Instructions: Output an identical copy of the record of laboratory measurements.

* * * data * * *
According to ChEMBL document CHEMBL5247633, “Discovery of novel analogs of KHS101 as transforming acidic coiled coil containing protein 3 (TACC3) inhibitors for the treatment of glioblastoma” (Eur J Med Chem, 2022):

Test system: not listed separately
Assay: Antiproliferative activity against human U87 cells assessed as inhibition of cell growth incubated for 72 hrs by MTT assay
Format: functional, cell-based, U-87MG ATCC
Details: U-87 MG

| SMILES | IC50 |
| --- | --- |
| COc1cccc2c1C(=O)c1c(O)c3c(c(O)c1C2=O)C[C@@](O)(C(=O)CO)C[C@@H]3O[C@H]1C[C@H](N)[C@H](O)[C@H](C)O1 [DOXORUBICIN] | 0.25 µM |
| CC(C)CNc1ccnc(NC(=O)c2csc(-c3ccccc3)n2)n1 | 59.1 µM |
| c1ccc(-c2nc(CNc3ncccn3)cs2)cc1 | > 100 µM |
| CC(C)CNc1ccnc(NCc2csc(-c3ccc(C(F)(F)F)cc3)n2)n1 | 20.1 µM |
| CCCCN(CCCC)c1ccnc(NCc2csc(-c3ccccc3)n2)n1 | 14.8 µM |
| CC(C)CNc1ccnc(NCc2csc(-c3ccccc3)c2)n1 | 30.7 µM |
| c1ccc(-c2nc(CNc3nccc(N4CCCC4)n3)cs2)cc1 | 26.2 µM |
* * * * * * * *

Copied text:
According to ChEMBL document CHEMBL5247633, “Discovery of novel analogs of KHS101 as transforming acidic coiled coil containing protein 3 (TACC3) inhibitors for the treatment of glioblastoma” (Eur J Med Chem, 2022):

Test system: not listed separately
Assay: Antiproliferative activity against human U87 cells assessed as inhibition of cell growth incubated for 72 hrs by MTT assay
Format: functional, cell-based, U-87MG ATCC
Details: U-87 MG

| SMILES | IC50 |
| --- | --- |
| COc1cccc2c1C(=O)c1c(O)c3c(c(O)c1C2=O)C[C@@](O)(C(=O)CO)C[C@@H]3O[C@H]1C[C@H](N)[C@H](O)[C@H](C)O1 [DOXORUBICIN] | 0.25 µM |
| CC(C)CNc1ccnc(NC(=O)c2csc(-c3ccccc3)n2)n1 | 59.1 µM |
| c1ccc(-c2nc(CNc3ncccn3)cs2)cc1 | > 100 µM |
| CC(C)CNc1ccnc(NCc2csc(-c3ccc(C(F)(F)F)cc3)n2)n1 | 20.1 µM |
| CCCCN(CCCC)c1ccnc(NCc2csc(-c3ccccc3)n2)n1 | 14.8 µM |
| CC(C)CNc1ccnc(NCc2csc(-c3ccccc3)c2)n1 | 30.7 µM |
| c1ccc(-c2nc(CNc3nccc(N4CCCC4)n3)cs2)cc1 | 26.2 µM |